$0.36=10036 =10_{2}6_{2} ⇓10036 =106 =0.6 $

The cube root of a number $a$ is a number that, when multiplied by itself three times, equals $a.$ For example, $2$ is the cube root of $8.$
Unlike square roots, cube roots can yield negative results. This is because the product of three negative factors is negative. ### Extra

Cube Root of Fractions and Decimal Numbers

$2⋅2⋅2=8⇒38 =2 $

Cube roots and raising a number to the third power are operations that undo each other. $3a_{3} =aand(3a )_{3}=a$

$(-2)(-2)(-2)=-8⇒3-8 =-2 $

Separate from the integers, the cube roots of fractions can be calculated by taking cube roots of the numerator and denominator separately. Consider the following example.

$1258 =5_{3}2_{3} ⇒31258 =52 $

The cube roots of decimal numbers can be calculated by writing them in the fraction form, calculating the cube roots of the numerator and denominator separately. Consider the following example.
$0.027=100027 =10_{3}3_{3} ⇓3100027 =103 =0.3 $

In the following applet, the radicands are perfect squares or perfect cubes. With this in mind, calculate the exact square and cube roots.

The set of irrational numbers is formed by all numbers that *cannot* be expressed as the ratio between two integers.
*not* repeating and non-terminating.

$2 ,3 ,5 ,e,π $

Irrational numbers are real numbers, but they cannot be expressed as fractions. Also, the decimal expansion of irrational numbers is $2 π =1.41421356237…=3.14159265359… $

In other words, a number is irrational if it is not rational. Although this number set does not have its own symbol, it is sometimes represented with a combination of other symbols. $R−QorR∖Q $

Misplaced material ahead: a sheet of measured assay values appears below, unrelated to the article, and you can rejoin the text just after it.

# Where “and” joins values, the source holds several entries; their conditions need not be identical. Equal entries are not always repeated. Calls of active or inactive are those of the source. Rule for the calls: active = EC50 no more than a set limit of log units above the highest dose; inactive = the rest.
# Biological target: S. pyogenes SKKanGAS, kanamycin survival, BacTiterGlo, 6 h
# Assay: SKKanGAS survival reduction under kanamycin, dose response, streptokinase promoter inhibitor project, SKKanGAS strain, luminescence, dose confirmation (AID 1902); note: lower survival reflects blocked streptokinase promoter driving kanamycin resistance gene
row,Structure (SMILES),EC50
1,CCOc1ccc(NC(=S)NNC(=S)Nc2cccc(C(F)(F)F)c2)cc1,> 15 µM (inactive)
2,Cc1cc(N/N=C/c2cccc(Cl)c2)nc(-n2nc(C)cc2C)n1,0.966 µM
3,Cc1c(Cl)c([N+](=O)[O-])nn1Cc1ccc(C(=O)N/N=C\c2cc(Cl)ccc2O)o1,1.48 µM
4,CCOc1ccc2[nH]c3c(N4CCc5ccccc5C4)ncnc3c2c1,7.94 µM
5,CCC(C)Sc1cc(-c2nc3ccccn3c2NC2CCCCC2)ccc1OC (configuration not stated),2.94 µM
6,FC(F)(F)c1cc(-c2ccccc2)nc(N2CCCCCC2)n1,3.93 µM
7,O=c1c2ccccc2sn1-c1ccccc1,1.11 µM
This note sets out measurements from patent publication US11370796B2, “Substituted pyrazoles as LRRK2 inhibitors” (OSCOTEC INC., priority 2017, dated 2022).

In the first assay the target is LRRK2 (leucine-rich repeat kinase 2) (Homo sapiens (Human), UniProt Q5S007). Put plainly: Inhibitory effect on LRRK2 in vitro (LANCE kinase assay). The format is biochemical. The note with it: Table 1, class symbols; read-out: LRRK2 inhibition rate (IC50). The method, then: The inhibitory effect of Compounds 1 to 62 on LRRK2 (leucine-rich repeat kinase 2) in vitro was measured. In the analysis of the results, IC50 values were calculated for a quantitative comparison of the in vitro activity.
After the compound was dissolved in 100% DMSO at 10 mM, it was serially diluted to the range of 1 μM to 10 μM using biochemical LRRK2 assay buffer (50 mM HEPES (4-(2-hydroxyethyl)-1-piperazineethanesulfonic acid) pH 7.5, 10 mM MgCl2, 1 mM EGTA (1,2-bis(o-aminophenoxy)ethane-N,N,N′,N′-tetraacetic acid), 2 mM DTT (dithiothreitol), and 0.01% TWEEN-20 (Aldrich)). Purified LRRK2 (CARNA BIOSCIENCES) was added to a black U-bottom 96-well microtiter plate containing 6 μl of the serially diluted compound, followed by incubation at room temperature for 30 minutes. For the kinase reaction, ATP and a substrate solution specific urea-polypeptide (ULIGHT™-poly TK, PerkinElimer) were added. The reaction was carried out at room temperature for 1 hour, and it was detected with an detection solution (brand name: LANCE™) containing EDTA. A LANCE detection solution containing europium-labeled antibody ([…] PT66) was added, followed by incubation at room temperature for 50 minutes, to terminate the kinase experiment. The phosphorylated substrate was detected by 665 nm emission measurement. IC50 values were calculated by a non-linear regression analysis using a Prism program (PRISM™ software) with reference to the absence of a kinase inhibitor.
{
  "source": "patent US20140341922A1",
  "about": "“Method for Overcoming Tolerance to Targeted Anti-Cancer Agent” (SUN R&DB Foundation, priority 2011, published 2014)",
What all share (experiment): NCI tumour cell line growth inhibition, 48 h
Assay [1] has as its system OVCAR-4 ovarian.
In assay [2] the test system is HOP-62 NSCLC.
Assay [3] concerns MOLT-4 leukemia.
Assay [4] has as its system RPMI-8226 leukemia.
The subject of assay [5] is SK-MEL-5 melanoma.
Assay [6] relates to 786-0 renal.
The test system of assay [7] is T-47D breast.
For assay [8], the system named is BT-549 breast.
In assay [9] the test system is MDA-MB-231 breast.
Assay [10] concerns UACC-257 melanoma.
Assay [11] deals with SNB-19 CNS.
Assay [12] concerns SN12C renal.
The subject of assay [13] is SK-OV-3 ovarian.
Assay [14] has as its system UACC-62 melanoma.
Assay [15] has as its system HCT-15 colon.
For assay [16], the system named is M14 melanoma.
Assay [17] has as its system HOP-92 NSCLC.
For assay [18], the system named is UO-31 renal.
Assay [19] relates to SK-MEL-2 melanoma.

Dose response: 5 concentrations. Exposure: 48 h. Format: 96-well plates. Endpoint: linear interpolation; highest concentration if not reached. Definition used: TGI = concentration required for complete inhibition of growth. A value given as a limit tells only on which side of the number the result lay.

It is worth knowing that the square root of any whole number that is **not** a perfect square is irrational. Similarly, the cube root of any integer that is **not** a perfect cube is irrational. Therefore, to determine whether the root of an integer number is irrational, check the index of the root and the power of the radicand. Consider the following examples.

Radical Number | Rewrite | Result |
---|---|---|

$25 $ | $25_{2} $ | Rational Number |

$18 $ | $23_{2}⋅2 $ | Irrational Number |

$1000 $ | $210_{3} $ | Irrational Number |

$327 $ | $33_{3} $ | Rational Number |

$325 $ | $35_{2} $ | Irrational Number |

A real number cannot be both a rational number and an irrational number at the same time. It must belong to one or the other of these number sets. Determine whether the given number is rational or irrational.

Numbers that are not rational are called irrational numbers. Consider taking the square root of a number. If the radicand is a perfect square, then it is a rational number. If the radicand is not a perfect square, then it is an irrational number. Note that the radicand of $2 $ is $2.$

$2is not a perfect square⇓2 is an irrational number $

A calculator can be used to find the exact value of $2 .$ To write the square root sign $a ,$ push $2ND $ and $x_{2} .$ Then, press the $2$ and $ENTER $ buttons.
Although a finite number of decimals is displayed on the calculator screen, the truth is that this value does not terminate and instead has infinite decimals. Therefore, its exact form is $2 .$ The values of irrational numbers are often rounded to one or two decimal places to easily locate them on a number line.

$1.414213562…≈1.4 $